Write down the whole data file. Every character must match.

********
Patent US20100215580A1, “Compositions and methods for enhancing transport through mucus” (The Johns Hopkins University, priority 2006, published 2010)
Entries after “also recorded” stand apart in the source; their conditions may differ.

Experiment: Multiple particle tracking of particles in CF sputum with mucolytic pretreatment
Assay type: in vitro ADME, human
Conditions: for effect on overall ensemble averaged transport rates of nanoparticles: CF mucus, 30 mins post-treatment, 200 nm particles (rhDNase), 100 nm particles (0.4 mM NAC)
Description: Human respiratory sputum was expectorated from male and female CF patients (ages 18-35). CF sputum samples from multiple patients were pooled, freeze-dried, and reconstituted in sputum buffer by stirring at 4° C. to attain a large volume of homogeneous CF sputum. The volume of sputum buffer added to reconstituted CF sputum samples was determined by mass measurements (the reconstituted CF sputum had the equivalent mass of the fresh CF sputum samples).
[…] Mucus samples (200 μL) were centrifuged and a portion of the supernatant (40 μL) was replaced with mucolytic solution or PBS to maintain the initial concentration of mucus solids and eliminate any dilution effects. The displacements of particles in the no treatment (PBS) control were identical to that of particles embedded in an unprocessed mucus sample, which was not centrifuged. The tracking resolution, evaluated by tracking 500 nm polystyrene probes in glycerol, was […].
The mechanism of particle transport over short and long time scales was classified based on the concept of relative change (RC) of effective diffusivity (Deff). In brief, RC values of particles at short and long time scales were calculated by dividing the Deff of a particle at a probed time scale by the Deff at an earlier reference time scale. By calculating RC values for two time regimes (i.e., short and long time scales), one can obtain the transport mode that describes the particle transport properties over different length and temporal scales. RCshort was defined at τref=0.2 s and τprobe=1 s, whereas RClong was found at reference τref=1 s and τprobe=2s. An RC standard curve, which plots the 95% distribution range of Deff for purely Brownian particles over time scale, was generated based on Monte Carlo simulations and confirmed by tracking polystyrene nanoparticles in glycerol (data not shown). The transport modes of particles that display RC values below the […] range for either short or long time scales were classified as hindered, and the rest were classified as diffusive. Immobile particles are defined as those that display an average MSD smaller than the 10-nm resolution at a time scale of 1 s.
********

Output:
Patent US20100215580A1, “Compositions and methods for enhancing transport through mucus” (The Johns Hopkins University, priority 2006, published 2010)
Entries after “also recorded” stand apart in the source; their conditions may differ.

Experiment: Multiple particle tracking of particles in CF sputum with mucolytic pretreatment
Assay type: in vitro ADME, human
Conditions: for effect on overall ensemble averaged transport rates of nanoparticles: CF mucus, 30 mins post-treatment, 200 nm particles (rhDNase), 100 nm particles (0.4 mM NAC)
Description: Human respiratory sputum was expectorated from male and female CF patients (ages 18-35). CF sputum samples from multiple patients were pooled, freeze-dried, and reconstituted in sputum buffer by stirring at 4° C. to attain a large volume of homogeneous CF sputum. The volume of sputum buffer added to reconstituted CF sputum samples was determined by mass measurements (the reconstituted CF sputum had the equivalent mass of the fresh CF sputum samples).
[…] Mucus samples (200 μL) were centrifuged and a portion of the supernatant (40 μL) was replaced with mucolytic solution or PBS to maintain the initial concentration of mucus solids and eliminate any dilution effects. The displacements of particles in the no treatment (PBS) control were identical to that of particles embedded in an unprocessed mucus sample, which was not centrifuged. The tracking resolution, evaluated by tracking 500 nm polystyrene probes in glycerol, was […].
The mechanism of particle transport over short and long time scales was classified based on the concept of relative change (RC) of effective diffusivity (Deff). In brief, RC values of particles at short and long time scales were calculated by dividing the Deff of a particle at a probed time scale by the Deff at an earlier reference time scale. By calculating RC values for two time regimes (i.e., short and long time scales), one can obtain the transport mode that describes the particle transport properties over different length and temporal scales. RCshort was defined at τref=0.2 s and τprobe=1 s, whereas RClong was found at reference τref=1 s and τprobe=2s. An RC standard curve, which plots the 95% distribution range of Deff for purely Brownian particles over time scale, was generated based on Monte Carlo simulations and confirmed by tracking polystyrene nanoparticles in glycerol (data not shown). The transport modes of particles that display RC values below the […] range for either short or long time scales were classified as hindered, and the rest were classified as diffusive. Immobile particles are defined as those that display an average MSD smaller than the 10-nm resolution at a time scale of 1 s.